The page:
It can be tempting to take everything you spent money on, whether it be to recoup your losses or spite your ex. Not only is this impractical, it can also just cause more problems, as Edens attests: “Do you really need that stuff you are holding on to? If it is spite material, question what you will do with that particular item after splitting possessions is complete.” She also encourages you to see the move-out as a new opportunity: “Explore minimalizing your life.” You may feel like having a small amount of stuff is scary, but it could also be a chance to let go of the past and lead a more minimalist lifestyle.

Reach Out to Help You Can Trust

Leaving a partner you live with can leave you feeling very vulnerable, so from your interim home to your friends to your movers, make sure you’re working with people you can trust. Don’t be afraid to ask your closest friends for help, and consider keeping the news of your breakup off social media to avoid bringing extra attention to the move. Finding and furnishing a new place to live that’s totally your own is a good focus that will keep your mind off of the old relationship and keep you focused on the future.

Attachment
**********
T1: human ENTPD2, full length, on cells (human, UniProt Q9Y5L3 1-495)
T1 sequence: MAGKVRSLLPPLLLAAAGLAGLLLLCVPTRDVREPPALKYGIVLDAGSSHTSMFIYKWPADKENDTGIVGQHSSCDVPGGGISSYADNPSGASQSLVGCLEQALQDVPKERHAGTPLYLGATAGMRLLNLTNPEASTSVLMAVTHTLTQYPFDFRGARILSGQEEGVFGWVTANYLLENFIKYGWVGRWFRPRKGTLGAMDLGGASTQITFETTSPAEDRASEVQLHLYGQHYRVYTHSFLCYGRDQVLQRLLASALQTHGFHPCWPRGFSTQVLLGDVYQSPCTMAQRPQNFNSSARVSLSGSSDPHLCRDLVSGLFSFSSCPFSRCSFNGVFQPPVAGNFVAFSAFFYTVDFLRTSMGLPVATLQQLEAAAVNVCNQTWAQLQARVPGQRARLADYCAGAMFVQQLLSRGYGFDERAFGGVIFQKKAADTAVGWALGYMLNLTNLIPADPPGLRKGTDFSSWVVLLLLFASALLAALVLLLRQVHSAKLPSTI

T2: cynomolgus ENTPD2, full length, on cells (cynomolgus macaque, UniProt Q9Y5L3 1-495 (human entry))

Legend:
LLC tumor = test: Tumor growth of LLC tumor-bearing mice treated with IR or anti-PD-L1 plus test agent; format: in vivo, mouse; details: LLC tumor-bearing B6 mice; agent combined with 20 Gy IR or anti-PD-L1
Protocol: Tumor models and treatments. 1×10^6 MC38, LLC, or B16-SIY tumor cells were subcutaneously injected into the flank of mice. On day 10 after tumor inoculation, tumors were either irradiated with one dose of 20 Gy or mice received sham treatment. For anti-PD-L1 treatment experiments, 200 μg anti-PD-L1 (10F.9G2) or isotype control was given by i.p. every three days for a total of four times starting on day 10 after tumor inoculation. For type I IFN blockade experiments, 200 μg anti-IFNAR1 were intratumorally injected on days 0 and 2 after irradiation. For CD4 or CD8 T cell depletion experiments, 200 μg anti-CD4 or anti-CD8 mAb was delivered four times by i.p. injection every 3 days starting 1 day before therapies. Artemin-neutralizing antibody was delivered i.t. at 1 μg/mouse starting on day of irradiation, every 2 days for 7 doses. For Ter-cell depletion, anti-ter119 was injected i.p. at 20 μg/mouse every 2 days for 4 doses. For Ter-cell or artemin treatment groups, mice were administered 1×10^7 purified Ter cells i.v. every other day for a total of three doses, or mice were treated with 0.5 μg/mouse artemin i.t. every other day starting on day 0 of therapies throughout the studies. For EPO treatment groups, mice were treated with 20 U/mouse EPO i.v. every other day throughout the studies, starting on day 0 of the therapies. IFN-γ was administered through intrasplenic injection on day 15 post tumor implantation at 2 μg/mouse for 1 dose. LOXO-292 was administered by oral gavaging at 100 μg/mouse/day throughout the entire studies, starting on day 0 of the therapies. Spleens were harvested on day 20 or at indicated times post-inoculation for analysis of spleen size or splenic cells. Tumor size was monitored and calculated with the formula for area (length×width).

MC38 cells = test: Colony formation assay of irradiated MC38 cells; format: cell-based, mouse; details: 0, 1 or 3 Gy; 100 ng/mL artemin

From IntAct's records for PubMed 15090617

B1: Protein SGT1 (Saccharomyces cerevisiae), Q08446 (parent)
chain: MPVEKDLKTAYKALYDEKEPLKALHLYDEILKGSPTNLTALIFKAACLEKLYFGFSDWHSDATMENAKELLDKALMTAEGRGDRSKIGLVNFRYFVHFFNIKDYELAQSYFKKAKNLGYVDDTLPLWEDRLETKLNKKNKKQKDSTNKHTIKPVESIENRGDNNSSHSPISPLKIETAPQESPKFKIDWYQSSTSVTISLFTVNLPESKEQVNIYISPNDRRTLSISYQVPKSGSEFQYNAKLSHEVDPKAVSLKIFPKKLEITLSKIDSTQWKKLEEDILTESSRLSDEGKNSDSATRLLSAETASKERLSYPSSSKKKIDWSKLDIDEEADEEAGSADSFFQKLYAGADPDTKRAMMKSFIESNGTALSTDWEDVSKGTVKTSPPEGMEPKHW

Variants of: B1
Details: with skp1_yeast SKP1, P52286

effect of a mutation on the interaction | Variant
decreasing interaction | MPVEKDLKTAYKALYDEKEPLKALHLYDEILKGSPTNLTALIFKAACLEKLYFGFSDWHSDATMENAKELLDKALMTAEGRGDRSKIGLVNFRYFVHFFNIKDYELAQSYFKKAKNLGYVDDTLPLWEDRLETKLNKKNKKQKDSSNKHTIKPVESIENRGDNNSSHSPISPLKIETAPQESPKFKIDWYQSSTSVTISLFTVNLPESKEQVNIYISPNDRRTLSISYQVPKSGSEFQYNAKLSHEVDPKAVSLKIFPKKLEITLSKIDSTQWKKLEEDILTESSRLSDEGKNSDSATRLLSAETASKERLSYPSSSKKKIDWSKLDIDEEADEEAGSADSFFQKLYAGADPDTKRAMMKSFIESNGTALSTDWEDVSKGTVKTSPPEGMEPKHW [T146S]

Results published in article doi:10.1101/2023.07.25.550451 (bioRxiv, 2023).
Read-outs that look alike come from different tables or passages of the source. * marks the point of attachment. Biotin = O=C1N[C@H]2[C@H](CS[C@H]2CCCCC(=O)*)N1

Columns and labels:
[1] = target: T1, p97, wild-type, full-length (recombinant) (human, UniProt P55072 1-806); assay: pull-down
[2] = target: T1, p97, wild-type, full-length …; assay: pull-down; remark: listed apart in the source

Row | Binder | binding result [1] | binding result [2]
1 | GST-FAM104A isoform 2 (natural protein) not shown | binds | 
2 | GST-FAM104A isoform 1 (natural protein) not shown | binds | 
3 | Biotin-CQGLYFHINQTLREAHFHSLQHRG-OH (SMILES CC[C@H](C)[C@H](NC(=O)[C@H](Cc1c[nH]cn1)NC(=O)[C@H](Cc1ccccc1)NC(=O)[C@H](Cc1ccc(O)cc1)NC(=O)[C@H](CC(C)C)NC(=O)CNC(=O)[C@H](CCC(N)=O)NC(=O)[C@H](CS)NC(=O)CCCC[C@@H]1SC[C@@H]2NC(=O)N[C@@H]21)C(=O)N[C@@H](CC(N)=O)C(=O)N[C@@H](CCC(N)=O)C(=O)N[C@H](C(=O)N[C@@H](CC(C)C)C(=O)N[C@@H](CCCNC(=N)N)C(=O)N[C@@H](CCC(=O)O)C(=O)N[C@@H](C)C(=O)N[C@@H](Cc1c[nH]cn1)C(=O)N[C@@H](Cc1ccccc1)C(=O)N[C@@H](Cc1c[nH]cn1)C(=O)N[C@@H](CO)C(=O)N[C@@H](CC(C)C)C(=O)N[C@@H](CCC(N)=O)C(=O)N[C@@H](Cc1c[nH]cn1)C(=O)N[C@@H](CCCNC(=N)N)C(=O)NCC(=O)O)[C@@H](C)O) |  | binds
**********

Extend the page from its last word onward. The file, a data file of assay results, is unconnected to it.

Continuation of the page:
If you need help moving out after a divorce or breakup, Dolly can help. We’ll send background-checked, experienced Helpers with a truck to move your most important items to your new home. We’re here to help with any moving and delivery needs, anytime you need it.

Editor’s Note: If you are a moving out to escape a violent partner or fear your partner may become violent when you announce your separation, contact the National Domestic Violence Hotline at 1-(800)-799-7233 for professional assistance and support services.